Wilfred Owen (1893–1918)

130 Study Questions, Activities, and Resources

Study Questions and Activities


  1. Look at the following recruitment poster. Do you think Owen had it in mind when he wrote the last line of the poem?

Dulce et Decorum Est

  1. Read Dr. Stuart Lee’s Background to “Dulce et Decorum Est.” Which one of the four do you prefer and why?
  2. Notice the subtitle in the first: “To a Certain Poetess” Who might that be? Remember to click on the Stage 1 and 2 links at To visit Oxford Tutorial page for Dulce et Decorum Est


  1. What has occurred just before the poem begins?
  2. What scene do you visualize at the opening of the poem?
  3. Who is speaking? What is his relation to “him”?
  4. To whom is he speaking in line 1?
  5. Why does the speaker want “him” moved into the sun?
  6. What reasons does the speaker give for thinking the sun will help?
  7. What is the connotation of “sun”? “snow”? “clay”?
  8. What does “fatuous” mean?
  9. Rhythm: How should we read the second stanza? What effect do the many hyphens have on the tempo of our reading?
  10. How does the title relate to the theme?


  1. What does the acronym stand for? (These letters constitute an army acronym. See a good definition and discussion of acronyms)
  2. Characterize Tim’s father. In what way is it true that Tim died “smiling”?

Smile, Smile, Smile

  1. To what popular wartime song is Owen alluding to in the title? What is meant by the Mail?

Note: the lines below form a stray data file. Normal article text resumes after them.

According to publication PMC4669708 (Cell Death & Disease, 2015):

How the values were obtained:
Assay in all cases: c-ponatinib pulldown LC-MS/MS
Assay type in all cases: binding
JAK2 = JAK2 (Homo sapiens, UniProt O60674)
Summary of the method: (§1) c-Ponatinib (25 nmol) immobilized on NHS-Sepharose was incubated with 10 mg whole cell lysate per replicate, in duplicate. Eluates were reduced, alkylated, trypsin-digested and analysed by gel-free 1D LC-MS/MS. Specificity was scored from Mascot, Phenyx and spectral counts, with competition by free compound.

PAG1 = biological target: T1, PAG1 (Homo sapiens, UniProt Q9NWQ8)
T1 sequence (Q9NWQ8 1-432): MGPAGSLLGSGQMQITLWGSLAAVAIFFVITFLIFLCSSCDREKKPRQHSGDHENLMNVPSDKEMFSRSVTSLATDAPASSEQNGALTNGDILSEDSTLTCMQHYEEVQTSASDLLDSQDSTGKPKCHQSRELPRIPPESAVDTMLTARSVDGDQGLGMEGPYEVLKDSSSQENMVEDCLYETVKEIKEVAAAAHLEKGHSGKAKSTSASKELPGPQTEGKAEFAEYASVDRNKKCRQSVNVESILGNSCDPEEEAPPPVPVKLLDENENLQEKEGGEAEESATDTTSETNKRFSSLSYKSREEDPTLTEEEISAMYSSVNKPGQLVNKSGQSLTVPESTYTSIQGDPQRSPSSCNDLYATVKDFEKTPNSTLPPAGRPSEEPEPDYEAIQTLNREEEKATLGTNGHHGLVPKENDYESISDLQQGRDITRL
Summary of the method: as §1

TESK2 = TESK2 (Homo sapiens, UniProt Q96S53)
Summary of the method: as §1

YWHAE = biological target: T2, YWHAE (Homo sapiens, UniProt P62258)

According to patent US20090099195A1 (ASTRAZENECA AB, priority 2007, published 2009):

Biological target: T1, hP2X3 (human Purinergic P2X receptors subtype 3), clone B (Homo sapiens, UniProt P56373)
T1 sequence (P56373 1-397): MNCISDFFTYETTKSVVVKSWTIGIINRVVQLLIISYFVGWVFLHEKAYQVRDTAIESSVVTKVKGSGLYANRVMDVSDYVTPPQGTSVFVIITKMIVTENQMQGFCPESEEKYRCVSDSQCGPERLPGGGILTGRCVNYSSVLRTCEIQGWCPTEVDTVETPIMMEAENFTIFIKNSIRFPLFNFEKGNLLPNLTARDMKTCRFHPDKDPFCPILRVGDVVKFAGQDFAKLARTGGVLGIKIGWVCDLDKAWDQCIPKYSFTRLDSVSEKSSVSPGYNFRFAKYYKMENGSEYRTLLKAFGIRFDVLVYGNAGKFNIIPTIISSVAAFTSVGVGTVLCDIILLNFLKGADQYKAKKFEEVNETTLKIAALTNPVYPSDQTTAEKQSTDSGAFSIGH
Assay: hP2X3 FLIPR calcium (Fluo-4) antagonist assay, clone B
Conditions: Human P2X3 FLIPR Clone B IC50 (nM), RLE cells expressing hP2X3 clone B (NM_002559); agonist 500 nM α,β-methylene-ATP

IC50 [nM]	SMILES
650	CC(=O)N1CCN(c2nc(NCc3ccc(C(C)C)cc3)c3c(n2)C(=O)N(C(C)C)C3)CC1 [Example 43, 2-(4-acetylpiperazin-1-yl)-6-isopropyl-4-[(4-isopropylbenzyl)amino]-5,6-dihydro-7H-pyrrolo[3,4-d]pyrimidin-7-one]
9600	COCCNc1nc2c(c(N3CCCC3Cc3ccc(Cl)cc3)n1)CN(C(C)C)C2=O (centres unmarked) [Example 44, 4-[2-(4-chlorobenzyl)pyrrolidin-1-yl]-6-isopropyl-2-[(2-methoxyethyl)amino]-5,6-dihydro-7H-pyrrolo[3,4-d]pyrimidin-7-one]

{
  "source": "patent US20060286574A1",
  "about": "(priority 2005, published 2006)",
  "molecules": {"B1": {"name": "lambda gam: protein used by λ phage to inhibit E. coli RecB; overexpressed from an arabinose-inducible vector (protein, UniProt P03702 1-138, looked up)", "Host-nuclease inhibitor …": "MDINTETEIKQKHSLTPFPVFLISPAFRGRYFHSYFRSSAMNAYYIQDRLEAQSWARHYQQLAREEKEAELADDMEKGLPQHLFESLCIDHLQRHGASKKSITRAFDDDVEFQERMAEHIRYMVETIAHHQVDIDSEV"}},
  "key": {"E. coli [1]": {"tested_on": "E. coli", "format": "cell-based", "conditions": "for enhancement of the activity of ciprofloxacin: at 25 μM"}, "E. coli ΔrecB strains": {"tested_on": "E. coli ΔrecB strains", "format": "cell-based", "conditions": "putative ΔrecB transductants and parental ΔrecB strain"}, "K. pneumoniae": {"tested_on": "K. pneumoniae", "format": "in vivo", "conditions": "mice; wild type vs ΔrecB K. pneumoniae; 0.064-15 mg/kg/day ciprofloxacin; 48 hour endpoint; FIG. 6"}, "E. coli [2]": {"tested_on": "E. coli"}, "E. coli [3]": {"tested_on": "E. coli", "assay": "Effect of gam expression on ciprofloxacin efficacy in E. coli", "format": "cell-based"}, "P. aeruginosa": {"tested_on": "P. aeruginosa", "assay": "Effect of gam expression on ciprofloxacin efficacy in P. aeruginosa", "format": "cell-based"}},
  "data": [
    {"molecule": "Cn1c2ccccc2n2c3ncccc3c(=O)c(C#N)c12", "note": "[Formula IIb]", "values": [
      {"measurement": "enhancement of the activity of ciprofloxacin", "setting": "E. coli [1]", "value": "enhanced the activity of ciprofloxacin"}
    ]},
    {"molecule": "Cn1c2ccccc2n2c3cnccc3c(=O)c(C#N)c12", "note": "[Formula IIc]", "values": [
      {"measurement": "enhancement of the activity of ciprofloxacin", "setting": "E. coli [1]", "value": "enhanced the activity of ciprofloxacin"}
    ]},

QR Code Smile Dmile Smile

Anthem for Doomed Youth

  1. What kind of sonnet is this? What is its rhyme scheme? 


  • For those who wish to view a movie dealing with Owen and Sassoon, borrow Pat Barker’s Regeneration. Please note that Pat Barker’s novel Regeneration (1991) was filmed in 1997 (released in 1998 as Behind the Lines in United States). Those interested in learning more about Sassoon and Owen’s time at the Scottish asylum for patients with shell shock (neurasthenia), might wish to borrow the DVD or video from a public or college library.
  • Look at some of the seven extant archival manuscripts of “Anthem for Doomed Youth” on the First World War Digital Archive, taking note of significant variants.
  • The Modernism Lab site at Yale University also has an interesting section on “Dulce et Decorum Est”.
  • Ian Brinton has written an excellent booklet on Wilfred Owen for the English Association. He discusses eight poems altogether, and we provide the links to those poems in our open text.
  • “Exposure” 
  • “Insensibility”
  • “The Send-Off” 
  • “Strange Meeting”


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English Literature: Victorians and Moderns Copyright © 2014 by James Sexton is licensed under a Creative Commons Attribution 4.0 International License, except where otherwise noted.

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